After lunch at Quo
Dis al

The Sunne rising

 BUSIE old foole, unruly Sunne,
        Why dost thou thus,
Through windowes, and through curtaines call on us?
Must to thy motions lovers’ seasons run?
        Saucy pedantique wretch, go chide
        Late schoole boyes, and sour prentices,
  Go tell court-huntsmen, that the king will ride,
  Call country ants to harvest offices;
Love, all alike, no season knowes, nor clyme,
Nor houres, dayes, monthes, which are the rags of time.
        Thy beames, so reverend, and strong
        Why should’st thou thinke?
I could eclipse and cloud them with a winke,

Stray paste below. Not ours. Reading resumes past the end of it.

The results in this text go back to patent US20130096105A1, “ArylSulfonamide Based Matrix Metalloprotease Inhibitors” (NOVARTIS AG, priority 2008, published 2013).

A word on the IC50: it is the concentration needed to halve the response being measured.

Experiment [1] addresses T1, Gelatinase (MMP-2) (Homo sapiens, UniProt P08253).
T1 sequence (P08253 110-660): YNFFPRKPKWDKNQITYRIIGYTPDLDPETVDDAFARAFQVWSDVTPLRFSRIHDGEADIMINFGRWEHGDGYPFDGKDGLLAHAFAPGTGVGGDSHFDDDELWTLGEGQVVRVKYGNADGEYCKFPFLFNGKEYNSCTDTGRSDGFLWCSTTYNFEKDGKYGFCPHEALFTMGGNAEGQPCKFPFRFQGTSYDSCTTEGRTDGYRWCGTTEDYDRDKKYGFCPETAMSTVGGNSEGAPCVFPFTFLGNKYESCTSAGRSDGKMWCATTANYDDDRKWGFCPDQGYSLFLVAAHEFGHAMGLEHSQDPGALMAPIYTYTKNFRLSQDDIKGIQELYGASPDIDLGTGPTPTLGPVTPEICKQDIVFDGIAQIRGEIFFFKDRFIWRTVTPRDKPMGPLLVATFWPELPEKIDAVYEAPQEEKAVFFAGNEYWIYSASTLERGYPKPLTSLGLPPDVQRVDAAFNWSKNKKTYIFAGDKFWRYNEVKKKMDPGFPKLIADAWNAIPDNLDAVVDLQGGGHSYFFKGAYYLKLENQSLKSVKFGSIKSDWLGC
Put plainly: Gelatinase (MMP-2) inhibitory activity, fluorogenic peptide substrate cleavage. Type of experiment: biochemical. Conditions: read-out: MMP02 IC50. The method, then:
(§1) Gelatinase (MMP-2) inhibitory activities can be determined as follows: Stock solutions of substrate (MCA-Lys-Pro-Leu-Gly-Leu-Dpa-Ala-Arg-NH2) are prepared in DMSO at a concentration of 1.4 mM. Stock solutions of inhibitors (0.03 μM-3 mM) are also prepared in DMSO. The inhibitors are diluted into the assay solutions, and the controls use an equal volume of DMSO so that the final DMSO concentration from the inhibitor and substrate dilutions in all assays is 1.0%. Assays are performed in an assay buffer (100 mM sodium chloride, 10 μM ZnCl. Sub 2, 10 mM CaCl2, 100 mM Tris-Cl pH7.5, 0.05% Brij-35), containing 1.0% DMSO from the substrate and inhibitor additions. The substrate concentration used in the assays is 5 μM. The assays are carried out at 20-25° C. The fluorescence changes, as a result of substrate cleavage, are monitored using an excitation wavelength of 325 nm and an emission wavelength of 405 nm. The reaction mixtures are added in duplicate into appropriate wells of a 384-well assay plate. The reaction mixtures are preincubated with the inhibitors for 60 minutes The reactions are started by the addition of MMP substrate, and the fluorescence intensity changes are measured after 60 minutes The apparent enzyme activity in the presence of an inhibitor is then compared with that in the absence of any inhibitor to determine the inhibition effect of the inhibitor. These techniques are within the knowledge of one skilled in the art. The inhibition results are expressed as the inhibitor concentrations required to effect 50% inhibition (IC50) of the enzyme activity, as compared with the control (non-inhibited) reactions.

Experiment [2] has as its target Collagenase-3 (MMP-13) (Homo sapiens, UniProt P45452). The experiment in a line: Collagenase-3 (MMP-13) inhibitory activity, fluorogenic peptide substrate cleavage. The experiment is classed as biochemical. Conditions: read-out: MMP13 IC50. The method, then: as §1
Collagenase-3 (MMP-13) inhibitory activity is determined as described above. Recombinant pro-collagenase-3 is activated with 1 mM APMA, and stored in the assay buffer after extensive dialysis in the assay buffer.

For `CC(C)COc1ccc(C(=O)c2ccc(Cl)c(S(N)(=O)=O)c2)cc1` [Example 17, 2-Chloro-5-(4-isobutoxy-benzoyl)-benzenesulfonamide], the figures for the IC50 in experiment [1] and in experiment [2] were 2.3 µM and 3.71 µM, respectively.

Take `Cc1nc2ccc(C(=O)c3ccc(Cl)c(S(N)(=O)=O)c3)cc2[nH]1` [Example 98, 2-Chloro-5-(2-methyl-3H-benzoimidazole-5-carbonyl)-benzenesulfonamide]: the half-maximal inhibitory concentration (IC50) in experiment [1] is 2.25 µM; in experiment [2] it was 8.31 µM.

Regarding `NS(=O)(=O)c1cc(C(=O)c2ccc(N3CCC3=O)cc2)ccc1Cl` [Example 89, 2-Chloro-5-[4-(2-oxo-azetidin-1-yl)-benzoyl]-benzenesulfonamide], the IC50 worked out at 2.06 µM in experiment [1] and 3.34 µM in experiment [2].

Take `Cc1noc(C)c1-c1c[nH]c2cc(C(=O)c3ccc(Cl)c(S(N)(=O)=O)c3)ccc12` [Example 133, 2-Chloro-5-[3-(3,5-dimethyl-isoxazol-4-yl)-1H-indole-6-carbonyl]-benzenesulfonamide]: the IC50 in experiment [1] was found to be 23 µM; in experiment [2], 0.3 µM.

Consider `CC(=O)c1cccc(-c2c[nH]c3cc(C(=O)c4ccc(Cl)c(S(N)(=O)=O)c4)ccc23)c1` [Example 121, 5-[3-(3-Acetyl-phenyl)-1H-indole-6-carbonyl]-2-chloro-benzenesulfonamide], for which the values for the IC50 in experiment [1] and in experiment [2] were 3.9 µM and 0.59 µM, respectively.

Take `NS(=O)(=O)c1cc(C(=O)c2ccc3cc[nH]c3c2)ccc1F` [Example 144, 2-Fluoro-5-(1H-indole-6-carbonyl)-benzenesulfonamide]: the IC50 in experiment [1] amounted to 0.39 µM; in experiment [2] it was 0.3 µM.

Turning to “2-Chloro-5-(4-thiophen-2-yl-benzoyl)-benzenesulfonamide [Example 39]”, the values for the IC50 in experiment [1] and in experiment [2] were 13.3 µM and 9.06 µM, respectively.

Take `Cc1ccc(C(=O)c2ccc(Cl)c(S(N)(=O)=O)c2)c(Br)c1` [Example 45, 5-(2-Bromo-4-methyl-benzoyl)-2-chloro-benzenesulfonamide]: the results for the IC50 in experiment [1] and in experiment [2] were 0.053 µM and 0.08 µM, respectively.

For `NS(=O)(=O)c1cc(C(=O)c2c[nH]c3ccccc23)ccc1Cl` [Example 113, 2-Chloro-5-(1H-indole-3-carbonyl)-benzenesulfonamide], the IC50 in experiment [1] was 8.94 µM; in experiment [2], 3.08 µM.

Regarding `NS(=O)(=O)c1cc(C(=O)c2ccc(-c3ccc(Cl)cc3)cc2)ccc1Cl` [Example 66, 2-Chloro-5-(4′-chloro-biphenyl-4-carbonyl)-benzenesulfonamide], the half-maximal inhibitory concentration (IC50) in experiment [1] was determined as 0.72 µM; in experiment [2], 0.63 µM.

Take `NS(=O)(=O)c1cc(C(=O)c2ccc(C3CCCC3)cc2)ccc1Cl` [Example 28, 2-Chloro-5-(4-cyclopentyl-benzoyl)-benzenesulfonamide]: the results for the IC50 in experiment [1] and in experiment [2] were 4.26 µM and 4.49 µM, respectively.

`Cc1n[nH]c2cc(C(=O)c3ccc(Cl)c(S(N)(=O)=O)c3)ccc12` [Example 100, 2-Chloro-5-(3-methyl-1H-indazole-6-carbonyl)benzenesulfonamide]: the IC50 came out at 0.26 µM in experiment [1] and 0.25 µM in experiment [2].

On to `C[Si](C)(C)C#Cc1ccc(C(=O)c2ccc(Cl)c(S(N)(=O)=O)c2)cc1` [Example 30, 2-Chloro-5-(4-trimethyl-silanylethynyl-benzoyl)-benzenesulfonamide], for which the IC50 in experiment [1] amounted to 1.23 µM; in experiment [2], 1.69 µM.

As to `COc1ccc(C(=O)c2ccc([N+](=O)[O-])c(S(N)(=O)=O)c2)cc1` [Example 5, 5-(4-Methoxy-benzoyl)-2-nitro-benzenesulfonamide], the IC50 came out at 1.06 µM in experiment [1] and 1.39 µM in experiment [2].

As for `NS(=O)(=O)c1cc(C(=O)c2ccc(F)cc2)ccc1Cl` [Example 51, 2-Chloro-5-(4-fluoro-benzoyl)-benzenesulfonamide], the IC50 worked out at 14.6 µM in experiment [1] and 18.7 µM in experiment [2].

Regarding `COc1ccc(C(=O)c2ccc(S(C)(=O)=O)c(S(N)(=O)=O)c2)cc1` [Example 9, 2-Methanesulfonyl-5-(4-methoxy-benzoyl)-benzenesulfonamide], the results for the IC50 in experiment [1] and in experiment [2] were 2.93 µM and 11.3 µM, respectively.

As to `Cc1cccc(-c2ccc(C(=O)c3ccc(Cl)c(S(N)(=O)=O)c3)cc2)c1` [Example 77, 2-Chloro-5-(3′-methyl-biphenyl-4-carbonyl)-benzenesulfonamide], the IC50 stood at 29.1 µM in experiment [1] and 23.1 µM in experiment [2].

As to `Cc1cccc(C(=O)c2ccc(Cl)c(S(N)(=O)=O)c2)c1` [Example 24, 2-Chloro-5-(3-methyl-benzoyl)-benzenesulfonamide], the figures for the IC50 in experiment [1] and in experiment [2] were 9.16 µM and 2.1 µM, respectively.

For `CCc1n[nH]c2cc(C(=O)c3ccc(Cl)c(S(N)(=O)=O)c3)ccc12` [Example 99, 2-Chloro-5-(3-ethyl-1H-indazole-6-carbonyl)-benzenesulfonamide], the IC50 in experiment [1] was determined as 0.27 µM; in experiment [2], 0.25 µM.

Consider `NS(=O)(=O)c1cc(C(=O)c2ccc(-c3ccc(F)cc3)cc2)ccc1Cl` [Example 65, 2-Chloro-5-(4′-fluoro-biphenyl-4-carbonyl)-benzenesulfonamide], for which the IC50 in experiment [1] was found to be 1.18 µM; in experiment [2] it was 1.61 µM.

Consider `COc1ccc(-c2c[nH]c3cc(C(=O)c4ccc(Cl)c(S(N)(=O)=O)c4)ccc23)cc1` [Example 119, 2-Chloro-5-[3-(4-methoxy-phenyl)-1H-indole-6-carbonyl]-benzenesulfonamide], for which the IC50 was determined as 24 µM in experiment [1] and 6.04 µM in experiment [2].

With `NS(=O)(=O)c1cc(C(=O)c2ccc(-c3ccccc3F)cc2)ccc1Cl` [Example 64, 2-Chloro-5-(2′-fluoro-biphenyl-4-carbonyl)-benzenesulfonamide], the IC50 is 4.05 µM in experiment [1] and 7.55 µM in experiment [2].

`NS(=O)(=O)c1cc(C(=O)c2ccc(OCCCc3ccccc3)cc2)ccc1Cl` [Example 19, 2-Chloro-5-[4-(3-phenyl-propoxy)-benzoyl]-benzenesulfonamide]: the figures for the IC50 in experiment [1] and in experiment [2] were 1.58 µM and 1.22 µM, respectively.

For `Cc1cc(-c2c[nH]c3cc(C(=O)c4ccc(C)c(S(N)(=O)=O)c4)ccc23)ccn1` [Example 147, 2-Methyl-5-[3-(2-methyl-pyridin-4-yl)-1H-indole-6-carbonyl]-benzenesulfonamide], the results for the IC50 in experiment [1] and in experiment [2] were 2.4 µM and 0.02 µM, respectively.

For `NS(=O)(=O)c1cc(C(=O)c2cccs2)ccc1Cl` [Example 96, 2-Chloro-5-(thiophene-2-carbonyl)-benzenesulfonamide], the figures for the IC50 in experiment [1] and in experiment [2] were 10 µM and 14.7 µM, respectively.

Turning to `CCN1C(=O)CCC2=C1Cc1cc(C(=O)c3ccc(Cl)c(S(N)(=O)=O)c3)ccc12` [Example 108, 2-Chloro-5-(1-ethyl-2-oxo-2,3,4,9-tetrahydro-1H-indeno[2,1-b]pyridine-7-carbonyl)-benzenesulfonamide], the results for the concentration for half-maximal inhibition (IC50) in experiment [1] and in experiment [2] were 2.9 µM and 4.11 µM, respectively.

But that I would not lose her sight so long:
        If her eyes hath not blinded thine,
        Looke, and tomorrow late, tell me,
  Whether both the India’s of spice and mine
  Be where thou left’st them, or lie here with me.
Aske for those kings whom thou saw’st yesterday,
And thou shalt heare, ‘All here in one bed lay.’
        She is all States, and all Princes, I,
        Nothing else is.
Princes do but play us; compar’d to this,
All honour’s mimic; all wealth alchemy.
        Thou, Sunne, art halfe as happy as we,
        In that the world’s contracted thus;
  Thine age askes ease, and since thy duties be
  To warme the world, that’s done in warming us.
Shine here to us, and thou art everywhere;
This bed thy centre is, these walls, thy sphere.  


John Donne